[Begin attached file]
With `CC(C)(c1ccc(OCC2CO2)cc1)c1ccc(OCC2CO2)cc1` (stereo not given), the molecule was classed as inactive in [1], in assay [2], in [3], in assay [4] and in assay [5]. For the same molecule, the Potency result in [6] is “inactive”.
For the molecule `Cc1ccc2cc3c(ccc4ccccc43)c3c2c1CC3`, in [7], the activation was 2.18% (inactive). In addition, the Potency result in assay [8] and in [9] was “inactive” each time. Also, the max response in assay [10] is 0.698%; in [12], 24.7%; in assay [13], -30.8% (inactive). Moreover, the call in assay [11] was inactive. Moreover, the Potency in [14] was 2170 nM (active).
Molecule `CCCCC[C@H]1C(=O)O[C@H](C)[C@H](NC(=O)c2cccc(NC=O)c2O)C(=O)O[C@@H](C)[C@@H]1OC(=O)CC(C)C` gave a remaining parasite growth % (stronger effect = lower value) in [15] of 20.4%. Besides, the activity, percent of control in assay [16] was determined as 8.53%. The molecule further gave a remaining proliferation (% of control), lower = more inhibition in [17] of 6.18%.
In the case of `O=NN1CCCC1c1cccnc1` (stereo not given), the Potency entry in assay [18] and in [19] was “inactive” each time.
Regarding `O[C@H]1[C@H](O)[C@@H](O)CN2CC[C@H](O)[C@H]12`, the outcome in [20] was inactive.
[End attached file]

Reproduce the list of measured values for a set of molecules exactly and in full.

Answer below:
With `CC(C)(c1ccc(OCC2CO2)cc1)c1ccc(OCC2CO2)cc1` (stereo not given), the molecule was classed as inactive in [1], in assay [2], in [3], in assay [4] and in assay [5]. For the same molecule, the Potency result in [6] is “inactive”.
For the molecule `Cc1ccc2cc3c(ccc4ccccc43)c3c2c1CC3`, in [7], the activation was 2.18% (inactive). In addition, the Potency result in assay [8] and in [9] was “inactive” each time. Also, the max response in assay [10] is 0.698%; in [12], 24.7%; in assay [13], -30.8% (inactive). Moreover, the call in assay [11] was inactive. Moreover, the Potency in [14] was 2170 nM (active).
Molecule `CCCCC[C@H]1C(=O)O[C@H](C)[C@H](NC(=O)c2cccc(NC=O)c2O)C(=O)O[C@@H](C)[C@@H]1OC(=O)CC(C)C` gave a remaining parasite growth % (stronger effect = lower value) in [15] of 20.4%. Besides, the activity, percent of control in assay [16] was determined as 8.53%. The molecule further gave a remaining proliferation (% of control), lower = more inhibition in [17] of 6.18%.
In the case of `O=NN1CCCC1c1cccnc1` (stereo not given), the Potency entry in assay [18] and in [19] was “inactive” each time.
Regarding `O[C@H]1[C@H](O)[C@@H](O)CN2CC[C@H](O)[C@H]12`, the outcome in [20] was inactive.